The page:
Combining AIRS and MLS observations for three-dimensional gravity wave measurement

Research output: Contribution to journalArticle

  • 11 Citations

Abstract

Gravity waves play a critical role in transporting energy and momentum between the troposphere, stratosphere, and mesosphere. Satellite measurements provide a powerful tool to investigate these waves across the globe. However, many present methods cannot yield reliable estimates of wave momentum fluxes or the directions of these fluxes. Here we present a new method which addresses this problem by combining observations from Atmospheric Infrared Sounder (AIRS) and Microwave Limb Sounder (MLS) in three dimensions. The method allows direct estimation of horizontal and vertical wavelengths as well as wave amplitude. This in turn allows estimation of both wave momentum flux and the full 3-D direction of propagation, crucially including the horizontal direction. The method thus allows separation of the data into, for example, eastward and westward momentum fluxes, allowing estimation of the net atmospheric forcing due to these waves. We illustrate this method with a proof-of-concept study over the Andes, arguably the largest source of gravity waves in the world. We further critically assess the advantages and disadvantages of our method. Our study highlights the importance of the difference between net and absolute measures of momentum flux.
LanguageEnglish
Pages884-893
JournalGeophysical Research Letters
Volume43
Issue number2
Early online date23 Jan 2016
DOIs
StatusPublished - 28 Jan 2016

Fingerprint

microwave limb sounder
AIRS
gravity waves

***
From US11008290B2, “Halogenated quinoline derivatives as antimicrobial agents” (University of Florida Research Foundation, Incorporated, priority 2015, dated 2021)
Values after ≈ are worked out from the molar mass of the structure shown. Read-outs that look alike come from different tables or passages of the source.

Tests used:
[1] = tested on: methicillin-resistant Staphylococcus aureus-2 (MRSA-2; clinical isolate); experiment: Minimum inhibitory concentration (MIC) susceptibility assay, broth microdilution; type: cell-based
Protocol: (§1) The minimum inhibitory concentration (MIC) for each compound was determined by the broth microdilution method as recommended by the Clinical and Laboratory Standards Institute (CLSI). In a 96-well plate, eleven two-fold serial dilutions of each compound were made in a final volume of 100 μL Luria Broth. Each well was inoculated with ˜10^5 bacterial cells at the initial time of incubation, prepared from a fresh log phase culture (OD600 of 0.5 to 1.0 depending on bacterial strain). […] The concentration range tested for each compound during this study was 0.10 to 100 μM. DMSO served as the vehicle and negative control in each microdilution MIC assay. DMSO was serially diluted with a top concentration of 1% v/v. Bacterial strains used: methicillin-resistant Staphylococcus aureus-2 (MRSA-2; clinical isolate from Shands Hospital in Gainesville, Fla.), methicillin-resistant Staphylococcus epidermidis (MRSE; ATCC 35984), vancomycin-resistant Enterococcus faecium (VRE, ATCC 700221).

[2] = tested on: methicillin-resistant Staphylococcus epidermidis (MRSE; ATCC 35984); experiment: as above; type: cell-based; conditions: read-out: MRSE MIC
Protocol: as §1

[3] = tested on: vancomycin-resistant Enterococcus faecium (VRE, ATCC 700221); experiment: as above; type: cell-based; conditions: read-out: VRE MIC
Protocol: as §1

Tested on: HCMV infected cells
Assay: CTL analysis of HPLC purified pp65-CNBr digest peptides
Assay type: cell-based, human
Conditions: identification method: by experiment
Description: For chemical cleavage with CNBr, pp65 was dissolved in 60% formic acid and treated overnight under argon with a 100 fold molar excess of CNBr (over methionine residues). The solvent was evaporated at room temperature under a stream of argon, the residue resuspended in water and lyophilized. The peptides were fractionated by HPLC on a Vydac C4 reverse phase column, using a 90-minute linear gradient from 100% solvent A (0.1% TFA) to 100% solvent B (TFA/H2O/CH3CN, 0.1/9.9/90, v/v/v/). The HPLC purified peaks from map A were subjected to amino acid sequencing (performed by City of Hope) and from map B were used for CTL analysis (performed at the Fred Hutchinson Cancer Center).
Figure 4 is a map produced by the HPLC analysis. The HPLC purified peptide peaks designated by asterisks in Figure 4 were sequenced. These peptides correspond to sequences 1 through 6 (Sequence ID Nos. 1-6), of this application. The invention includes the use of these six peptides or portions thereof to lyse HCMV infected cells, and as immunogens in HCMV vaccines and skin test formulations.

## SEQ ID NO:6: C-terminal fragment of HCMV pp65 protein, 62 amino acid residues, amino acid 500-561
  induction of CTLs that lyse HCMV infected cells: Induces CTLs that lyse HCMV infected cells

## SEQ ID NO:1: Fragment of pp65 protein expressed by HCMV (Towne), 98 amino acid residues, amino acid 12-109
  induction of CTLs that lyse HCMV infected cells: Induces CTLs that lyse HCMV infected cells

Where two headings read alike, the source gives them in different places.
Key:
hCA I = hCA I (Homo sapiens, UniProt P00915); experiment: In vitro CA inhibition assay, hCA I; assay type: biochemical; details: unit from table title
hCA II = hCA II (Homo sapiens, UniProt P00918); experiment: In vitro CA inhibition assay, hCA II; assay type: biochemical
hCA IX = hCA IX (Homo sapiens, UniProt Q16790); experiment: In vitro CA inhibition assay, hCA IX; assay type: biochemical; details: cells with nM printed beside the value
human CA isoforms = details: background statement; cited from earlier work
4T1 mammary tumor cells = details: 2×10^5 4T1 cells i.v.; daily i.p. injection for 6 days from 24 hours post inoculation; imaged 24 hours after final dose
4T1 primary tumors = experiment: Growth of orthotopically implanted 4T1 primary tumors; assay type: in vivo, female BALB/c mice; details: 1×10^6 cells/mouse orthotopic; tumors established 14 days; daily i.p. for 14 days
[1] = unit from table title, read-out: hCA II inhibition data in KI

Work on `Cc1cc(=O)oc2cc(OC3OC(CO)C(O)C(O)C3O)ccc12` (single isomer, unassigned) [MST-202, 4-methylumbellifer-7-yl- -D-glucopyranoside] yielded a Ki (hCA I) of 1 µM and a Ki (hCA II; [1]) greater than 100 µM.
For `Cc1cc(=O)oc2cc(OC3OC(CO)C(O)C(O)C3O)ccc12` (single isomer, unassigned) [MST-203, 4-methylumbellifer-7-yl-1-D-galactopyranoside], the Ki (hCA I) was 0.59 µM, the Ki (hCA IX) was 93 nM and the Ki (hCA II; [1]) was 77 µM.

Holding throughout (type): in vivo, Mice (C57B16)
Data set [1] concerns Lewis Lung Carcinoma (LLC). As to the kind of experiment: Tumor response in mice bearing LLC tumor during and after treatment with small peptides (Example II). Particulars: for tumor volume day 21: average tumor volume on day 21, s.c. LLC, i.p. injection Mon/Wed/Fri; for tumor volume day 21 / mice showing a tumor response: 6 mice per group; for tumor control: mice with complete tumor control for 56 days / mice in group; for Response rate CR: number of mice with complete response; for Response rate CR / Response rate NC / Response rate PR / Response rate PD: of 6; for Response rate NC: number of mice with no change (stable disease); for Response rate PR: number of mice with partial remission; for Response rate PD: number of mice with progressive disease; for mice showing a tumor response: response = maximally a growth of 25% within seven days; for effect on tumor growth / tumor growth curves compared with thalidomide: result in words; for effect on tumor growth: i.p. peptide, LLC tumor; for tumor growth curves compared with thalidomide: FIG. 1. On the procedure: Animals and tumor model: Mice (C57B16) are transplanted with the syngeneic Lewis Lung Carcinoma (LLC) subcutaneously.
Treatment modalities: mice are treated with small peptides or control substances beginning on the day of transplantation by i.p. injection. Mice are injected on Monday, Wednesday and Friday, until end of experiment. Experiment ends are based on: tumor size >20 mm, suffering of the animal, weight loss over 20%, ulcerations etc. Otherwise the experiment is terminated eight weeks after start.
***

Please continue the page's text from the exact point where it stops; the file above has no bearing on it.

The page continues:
limbs
gravity wave
momentum
microwaves
acoustics
globes
mesosphere
stratosphere
troposphere
atmospheric forcing
method
propagation
wavelength
estimates
wavelengths
energy

Cite this

@article{4624288a11794b3e8cd532d8eebb8f87,
title = "Combining AIRS and MLS observations for three-dimensional gravity wave measurement",
abstract = "Gravity waves play a critical role in transporting energy and momentum between the troposphere, stratosphere, and mesosphere. Satellite measurements provide a powerful tool to investigate these waves across the globe. However, many present methods cannot yield reliable estimates of wave momentum fluxes or the directions of these fluxes. Here we present a new method which addresses this problem by combining observations from Atmospheric Infrared Sounder (AIRS) and Microwave Limb Sounder (MLS) in three dimensions. The method allows direct estimation of horizontal and vertical wavelengths as well as wave amplitude. This in turn allows estimation of both wave momentum flux and the full 3-D direction of propagation, crucially including the horizontal direction. The method thus allows separation of the data into, for example, eastward and westward momentum fluxes, allowing estimation of the net atmospheric forcing due to these waves. We illustrate this method with a proof-of-concept study over the Andes, arguably the largest source of gravity waves in the world. We further critically assess the advantages and disadvantages of our method. Our study highlights the importance of the difference between net and absolute measures of momentum flux.",
author = "Wright, {Corwin J.} and Hindley, {Neil P.} and Mitchell, {Nicholas J.}",